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DC Comics Batman Comic By Warren Ellis Sees Alfred Pennyworth Advocate Murder

The recently released The Batman's Grave #1 by Warren Ellis and Bryan Hitch sees Alfred call for the murder of all criminals in Gotham City.

The recently released The Batman’s Grave #1 by Warren Ellis and Bryan Hitch sees Alfred call for the murder of all criminals in Gotham City.

**Major Spoilers for The Batman’s Grave #1 Below**

Alfred’s call for murdering all the criminals in Gotham, comes after a day of reflection, where he took care of the graves of Thomas and Martha Wayne. While taking care of those graves, Alfred convinces himself that he will also bury Bruce next to them.

From there, the story sees Batman patrolling the streets of Gotham. He stops an attempted murder of an off-duty police officer, who just got out of a movie theater. He then investigates an unexplained death that the Gotham police can not get to due to a backlog of calls.

After performing an investigation of the crime scene and contacting Jim Gordon, Batman returns to Wayne Manor.

That’s when what appears to be a drunk Alfred Pennyworth confronts Bruce Wayne about his nightly activities.

Now, this is not out of the ordinary for Alfred Pennyworth. The character routinely worries about Bruce’s nightly activities and the toll it takes on him both mentally and physically.

However, the argument Alfred uses is completely out of character. In fact, Alfred’s words echo critics of Batman, who claim he’s fascist.

As you can see below, Alfred tells Bruce, “I’ll tell you. I’ll tell you what’s bothering me.”

He continues, “Some nights, all I see is an old soldier helping a very rich man to leave his mansion at night in his expensive car to visit horrible beatings upon poor people.”

Fortunately Bruce rebuts this idiotic idea telling him, “That’s not what we do, Alfred.”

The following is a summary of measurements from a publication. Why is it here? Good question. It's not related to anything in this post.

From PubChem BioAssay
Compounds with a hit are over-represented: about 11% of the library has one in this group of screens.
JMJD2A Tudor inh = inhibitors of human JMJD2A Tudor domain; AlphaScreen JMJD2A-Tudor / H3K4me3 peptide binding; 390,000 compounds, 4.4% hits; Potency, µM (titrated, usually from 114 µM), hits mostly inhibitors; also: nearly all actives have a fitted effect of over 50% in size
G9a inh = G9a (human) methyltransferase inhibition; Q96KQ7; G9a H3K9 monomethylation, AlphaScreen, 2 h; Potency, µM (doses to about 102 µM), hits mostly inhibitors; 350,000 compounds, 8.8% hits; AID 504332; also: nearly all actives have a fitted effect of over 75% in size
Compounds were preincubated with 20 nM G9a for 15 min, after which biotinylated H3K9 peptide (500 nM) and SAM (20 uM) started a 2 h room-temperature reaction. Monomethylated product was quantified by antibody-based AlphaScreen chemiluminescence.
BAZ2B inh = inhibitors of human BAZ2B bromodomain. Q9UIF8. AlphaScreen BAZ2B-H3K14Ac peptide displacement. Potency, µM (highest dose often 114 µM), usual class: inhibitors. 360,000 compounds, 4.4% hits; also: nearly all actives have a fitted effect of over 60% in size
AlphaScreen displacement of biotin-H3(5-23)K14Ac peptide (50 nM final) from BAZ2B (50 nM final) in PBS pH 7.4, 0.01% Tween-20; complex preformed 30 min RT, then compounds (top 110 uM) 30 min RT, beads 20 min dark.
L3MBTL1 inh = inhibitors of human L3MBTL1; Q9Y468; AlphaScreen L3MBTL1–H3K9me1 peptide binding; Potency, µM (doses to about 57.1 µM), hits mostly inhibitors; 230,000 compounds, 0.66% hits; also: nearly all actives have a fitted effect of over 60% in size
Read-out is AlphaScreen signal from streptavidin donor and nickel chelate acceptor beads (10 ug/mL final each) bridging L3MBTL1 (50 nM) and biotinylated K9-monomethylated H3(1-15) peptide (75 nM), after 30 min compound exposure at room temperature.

However, Alfred doubles down. He tells Bruce, “Isn’t it? It might have been easier for you to BUY Gotham City.”

He continues, “Instead, you scratch away at it every night. Impoverished people forced into crime or suborned by gangsters with not a hundredth of your own resources.”

This argument is straight out of Batman critics. It’s not something Alfred Pennyworth, a staunch ally of Batman, who knows what he’s doing and why, would ever say even if he is drunk.

Steven Padnick at Tor writes, “It’s all those poor evil people. The one’s who keep crashing the gate, the ones who happened to be hurt in the hunt for profits. If it comes to a clash between the twit and the poor schlub they screwed over and disfigured, Batman tends to side with the twit.”

Matt Rea at The University of Alberta writes:

“For all of Batman’s iconic status as a man who stands tall among superbeings, his flaws make him unrelatable. He is a reclusive billionaire who beats up poor people. He has the means to fund the types of social and educational programs that would reduce crime; instead he uses his fortune to punch criminals.”

Rea continues:

“Essentially, Batman lives out the fantasy of rich capitalists, pummelling the poor for their discretions while never investigating deeper financial crimes that have a more negative impact on society — or why someone would have to turn to crime for money in the first place.”

Sounds very similar to what Alfred tells Bruce right?

Fortunately, Bruce rejects this argument again. He tells Alfred, “They have choices.”

And that’s when Alfred goes completely off his rocker. He advocates that Batman kill off these “poor people” that Batman beats up every night.

Alfred tells Bruce, “It’d be easier just to kill them all.”

He then attempts to justify his call for murder by noting that they are waging war and it would be self-defense.

“I’m a soldier. When I was serving, I fought for my life and for my values. It’s not murder. It’s self-defense.”

This doesn’t make any sense. Why would you try and go after Bruce by telling him he’s beating up a bunch of poor people, and then not two breaths later, you are advocating killing the people you were lamenting Batman beating up.

Wisely, Bruce ignores Alfred telling him he needs to get to work on this latest murder, “I have to get to work. That unexplained death.”

Undeterred, Alfred then sickeningly attempts to convince Bruce to think like a killer.

“Here we go again. Can’t you just get into the head of the killer, like those detectives on television? Seems much easier.”

Bruce replies, “I can’t think like a killer, Alfred. I can only think like a victim.”

Alfred then mumbles to himself as he pours another glass, “You immerse yourself in the dead, Master Bruce. And you come back each time a little less alive. The only thing your grave is missing is a date.”

This whole interaction doesn’t make much sense at all. You can chalk it up to Alfred being drunk, but even drunks can still have coherent discussions.

In fact, according to Bleeding Cool, that’s how Ellis defends it. In his newsletter, he writes:

“It appears, by the way, that that book launched pretty well, so thanks for that.  I hope that drunk Alfred talking shit at Batman brought you some amusement. Next issue: Alfred’s hangover.”

It was perplexing rather than amusing.

What do you make of this characterization of Alfred? Do you chalk it up to him being drunk?

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